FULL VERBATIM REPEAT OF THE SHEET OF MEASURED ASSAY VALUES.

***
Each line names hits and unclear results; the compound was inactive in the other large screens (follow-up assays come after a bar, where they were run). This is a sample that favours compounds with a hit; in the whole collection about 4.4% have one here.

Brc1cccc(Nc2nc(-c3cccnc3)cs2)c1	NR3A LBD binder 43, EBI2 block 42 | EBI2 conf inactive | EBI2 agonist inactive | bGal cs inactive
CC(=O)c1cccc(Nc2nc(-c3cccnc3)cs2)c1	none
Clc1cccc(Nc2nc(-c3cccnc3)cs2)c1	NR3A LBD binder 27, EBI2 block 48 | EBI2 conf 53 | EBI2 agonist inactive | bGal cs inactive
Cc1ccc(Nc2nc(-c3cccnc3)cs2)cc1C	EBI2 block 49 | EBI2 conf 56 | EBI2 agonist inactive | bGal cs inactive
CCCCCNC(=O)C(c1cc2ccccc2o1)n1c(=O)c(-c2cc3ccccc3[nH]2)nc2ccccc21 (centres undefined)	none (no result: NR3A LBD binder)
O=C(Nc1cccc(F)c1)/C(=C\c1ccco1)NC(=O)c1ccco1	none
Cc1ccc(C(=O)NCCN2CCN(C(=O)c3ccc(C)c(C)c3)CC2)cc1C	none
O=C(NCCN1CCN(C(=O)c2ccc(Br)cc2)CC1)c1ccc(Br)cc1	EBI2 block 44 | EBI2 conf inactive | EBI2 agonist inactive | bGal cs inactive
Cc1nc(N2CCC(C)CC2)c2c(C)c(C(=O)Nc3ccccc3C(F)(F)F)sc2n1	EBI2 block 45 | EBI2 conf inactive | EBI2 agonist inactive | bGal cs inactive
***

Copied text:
Each line names hits and unclear results; the compound was inactive in the other large screens (follow-up assays come after a bar, where they were run). This is a sample that favours compounds with a hit; in the whole collection about 4.4% have one here.

Brc1cccc(Nc2nc(-c3cccnc3)cs2)c1	NR3A LBD binder 43, EBI2 block 42 | EBI2 conf inactive | EBI2 agonist inactive | bGal cs inactive
CC(=O)c1cccc(Nc2nc(-c3cccnc3)cs2)c1	none
Clc1cccc(Nc2nc(-c3cccnc3)cs2)c1	NR3A LBD binder 27, EBI2 block 48 | EBI2 conf 53 | EBI2 agonist inactive | bGal cs inactive
Cc1ccc(Nc2nc(-c3cccnc3)cs2)cc1C	EBI2 block 49 | EBI2 conf 56 | EBI2 agonist inactive | bGal cs inactive
CCCCCNC(=O)C(c1cc2ccccc2o1)n1c(=O)c(-c2cc3ccccc3[nH]2)nc2ccccc21 (centres undefined)	none (no result: NR3A LBD binder)
O=C(Nc1cccc(F)c1)/C(=C\c1ccco1)NC(=O)c1ccco1	none
Cc1ccc(C(=O)NCCN2CCN(C(=O)c3ccc(C)c(C)c3)CC2)cc1C	none
O=C(NCCN1CCN(C(=O)c2ccc(Br)cc2)CC1)c1ccc(Br)cc1	EBI2 block 44 | EBI2 conf inactive | EBI2 agonist inactive | bGal cs inactive
Cc1nc(N2CCC(C)CC2)c2c(C)c(C(=O)Nc3ccccc3C(F)(F)F)sc2n1	EBI2 block 45 | EBI2 conf inactive | EBI2 agonist inactive | bGal cs inactive